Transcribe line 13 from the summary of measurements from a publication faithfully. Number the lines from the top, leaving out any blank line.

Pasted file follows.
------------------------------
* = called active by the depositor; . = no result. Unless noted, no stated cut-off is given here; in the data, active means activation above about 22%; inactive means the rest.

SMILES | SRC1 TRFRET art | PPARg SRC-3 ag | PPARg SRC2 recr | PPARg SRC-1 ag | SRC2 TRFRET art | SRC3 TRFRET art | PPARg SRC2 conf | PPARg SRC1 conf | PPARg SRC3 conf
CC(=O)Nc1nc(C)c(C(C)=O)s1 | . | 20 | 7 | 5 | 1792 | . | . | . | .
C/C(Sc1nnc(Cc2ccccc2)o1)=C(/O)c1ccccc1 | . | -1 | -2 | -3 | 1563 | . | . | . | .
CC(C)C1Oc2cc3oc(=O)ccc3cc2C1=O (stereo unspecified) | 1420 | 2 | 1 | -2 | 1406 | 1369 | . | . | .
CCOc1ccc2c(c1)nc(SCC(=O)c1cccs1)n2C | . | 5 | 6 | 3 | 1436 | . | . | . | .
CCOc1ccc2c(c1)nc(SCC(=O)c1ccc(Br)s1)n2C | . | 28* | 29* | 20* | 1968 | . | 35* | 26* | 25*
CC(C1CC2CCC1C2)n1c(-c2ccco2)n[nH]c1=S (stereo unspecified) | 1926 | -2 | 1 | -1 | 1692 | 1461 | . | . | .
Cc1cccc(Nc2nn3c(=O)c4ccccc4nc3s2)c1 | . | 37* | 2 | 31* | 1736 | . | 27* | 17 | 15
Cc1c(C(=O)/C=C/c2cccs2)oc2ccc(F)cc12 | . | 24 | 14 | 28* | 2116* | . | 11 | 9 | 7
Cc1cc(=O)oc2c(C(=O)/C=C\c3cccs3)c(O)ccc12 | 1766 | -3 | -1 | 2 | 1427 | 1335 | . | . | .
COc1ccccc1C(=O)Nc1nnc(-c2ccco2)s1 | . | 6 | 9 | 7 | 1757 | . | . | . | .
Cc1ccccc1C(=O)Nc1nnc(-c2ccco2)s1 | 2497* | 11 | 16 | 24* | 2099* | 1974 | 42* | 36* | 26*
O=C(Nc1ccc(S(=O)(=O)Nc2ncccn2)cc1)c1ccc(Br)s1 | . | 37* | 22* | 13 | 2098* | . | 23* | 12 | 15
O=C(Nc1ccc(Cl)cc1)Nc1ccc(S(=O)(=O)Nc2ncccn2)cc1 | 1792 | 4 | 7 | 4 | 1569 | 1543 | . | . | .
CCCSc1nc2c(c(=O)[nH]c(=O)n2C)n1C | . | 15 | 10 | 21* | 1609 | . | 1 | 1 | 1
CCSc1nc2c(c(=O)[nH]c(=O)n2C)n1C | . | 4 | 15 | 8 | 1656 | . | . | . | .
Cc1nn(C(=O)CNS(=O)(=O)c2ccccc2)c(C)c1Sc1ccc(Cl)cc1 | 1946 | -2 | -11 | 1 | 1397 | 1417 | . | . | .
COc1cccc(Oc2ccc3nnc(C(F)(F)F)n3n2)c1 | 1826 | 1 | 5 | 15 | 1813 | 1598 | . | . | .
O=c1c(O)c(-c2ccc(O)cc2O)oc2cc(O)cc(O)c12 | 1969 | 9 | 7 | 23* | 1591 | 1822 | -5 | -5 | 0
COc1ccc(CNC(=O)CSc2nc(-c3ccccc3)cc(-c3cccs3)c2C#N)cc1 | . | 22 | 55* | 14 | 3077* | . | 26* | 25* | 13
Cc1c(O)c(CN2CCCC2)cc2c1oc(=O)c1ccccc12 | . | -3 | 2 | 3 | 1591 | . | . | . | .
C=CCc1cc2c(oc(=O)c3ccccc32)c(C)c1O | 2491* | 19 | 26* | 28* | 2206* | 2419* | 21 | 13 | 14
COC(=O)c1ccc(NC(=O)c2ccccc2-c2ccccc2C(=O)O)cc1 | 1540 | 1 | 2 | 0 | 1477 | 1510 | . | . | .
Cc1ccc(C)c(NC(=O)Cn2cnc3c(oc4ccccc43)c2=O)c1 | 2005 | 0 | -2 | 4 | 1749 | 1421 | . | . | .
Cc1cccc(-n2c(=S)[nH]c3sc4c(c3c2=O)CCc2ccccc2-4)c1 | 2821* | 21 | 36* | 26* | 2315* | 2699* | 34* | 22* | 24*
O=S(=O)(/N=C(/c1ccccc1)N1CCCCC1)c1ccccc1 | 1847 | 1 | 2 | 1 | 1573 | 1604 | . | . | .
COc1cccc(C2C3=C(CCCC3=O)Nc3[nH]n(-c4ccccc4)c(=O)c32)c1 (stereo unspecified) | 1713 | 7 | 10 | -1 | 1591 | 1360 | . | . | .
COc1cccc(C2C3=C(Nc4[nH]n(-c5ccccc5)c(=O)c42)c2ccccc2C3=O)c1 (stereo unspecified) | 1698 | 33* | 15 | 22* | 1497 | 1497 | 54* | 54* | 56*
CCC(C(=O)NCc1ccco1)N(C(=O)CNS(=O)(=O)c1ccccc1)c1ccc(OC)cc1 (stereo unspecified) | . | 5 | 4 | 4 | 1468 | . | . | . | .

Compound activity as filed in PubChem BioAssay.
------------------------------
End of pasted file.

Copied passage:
Cc1ccccc1C(=O)Nc1nnc(-c2ccco2)s1 | 2497* | 11 | 16 | 24* | 2099* | 1974 | 42* | 36* | 26*